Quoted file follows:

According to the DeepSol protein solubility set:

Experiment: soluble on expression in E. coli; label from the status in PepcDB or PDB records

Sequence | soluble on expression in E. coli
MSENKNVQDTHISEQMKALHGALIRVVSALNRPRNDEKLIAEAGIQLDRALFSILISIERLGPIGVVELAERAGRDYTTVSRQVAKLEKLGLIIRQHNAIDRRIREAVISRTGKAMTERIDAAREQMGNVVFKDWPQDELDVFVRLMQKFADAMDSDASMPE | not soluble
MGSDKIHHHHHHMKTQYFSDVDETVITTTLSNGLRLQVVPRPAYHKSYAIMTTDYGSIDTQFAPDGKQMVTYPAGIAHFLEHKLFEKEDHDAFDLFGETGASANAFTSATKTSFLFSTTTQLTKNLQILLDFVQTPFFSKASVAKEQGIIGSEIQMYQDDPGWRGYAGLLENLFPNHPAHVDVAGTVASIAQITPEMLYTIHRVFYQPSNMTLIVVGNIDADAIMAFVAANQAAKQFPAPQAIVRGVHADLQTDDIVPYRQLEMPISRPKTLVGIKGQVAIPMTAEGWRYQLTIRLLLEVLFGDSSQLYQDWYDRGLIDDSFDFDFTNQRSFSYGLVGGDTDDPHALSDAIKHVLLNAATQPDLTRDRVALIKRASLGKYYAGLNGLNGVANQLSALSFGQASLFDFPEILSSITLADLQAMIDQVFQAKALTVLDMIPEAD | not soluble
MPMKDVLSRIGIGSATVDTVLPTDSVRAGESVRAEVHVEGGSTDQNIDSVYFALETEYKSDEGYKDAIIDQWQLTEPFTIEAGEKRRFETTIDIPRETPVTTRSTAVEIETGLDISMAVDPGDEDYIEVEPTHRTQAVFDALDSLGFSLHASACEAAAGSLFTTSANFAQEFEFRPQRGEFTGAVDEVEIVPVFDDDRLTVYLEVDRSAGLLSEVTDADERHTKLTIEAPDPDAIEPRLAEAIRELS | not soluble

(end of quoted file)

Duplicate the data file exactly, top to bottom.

According to the DeepSol protein solubility set:

Experiment: soluble on expression in E. coli; label from the status in PepcDB or PDB records

Sequence | soluble on expression in E. coli
MSENKNVQDTHISEQMKALHGALIRVVSALNRPRNDEKLIAEAGIQLDRALFSILISIERLGPIGVVELAERAGRDYTTVSRQVAKLEKLGLIIRQHNAIDRRIREAVISRTGKAMTERIDAAREQMGNVVFKDWPQDELDVFVRLMQKFADAMDSDASMPE | not soluble
MGSDKIHHHHHHMKTQYFSDVDETVITTTLSNGLRLQVVPRPAYHKSYAIMTTDYGSIDTQFAPDGKQMVTYPAGIAHFLEHKLFEKEDHDAFDLFGETGASANAFTSATKTSFLFSTTTQLTKNLQILLDFVQTPFFSKASVAKEQGIIGSEIQMYQDDPGWRGYAGLLENLFPNHPAHVDVAGTVASIAQITPEMLYTIHRVFYQPSNMTLIVVGNIDADAIMAFVAANQAAKQFPAPQAIVRGVHADLQTDDIVPYRQLEMPISRPKTLVGIKGQVAIPMTAEGWRYQLTIRLLLEVLFGDSSQLYQDWYDRGLIDDSFDFDFTNQRSFSYGLVGGDTDDPHALSDAIKHVLLNAATQPDLTRDRVALIKRASLGKYYAGLNGLNGVANQLSALSFGQASLFDFPEILSSITLADLQAMIDQVFQAKALTVLDMIPEAD | not soluble
MPMKDVLSRIGIGSATVDTVLPTDSVRAGESVRAEVHVEGGSTDQNIDSVYFALETEYKSDEGYKDAIIDQWQLTEPFTIEAGEKRRFETTIDIPRETPVTTRSTAVEIETGLDISMAVDPGDEDYIEVEPTHRTQAVFDALDSLGFSLHASACEAAAGSLFTTSANFAQEFEFRPQRGEFTGAVDEVEIVPVFDDDRLTVYLEVDRSAGLLSEVTDADERHTKLTIEAPDPDAIEPRLAEAIRELS | not soluble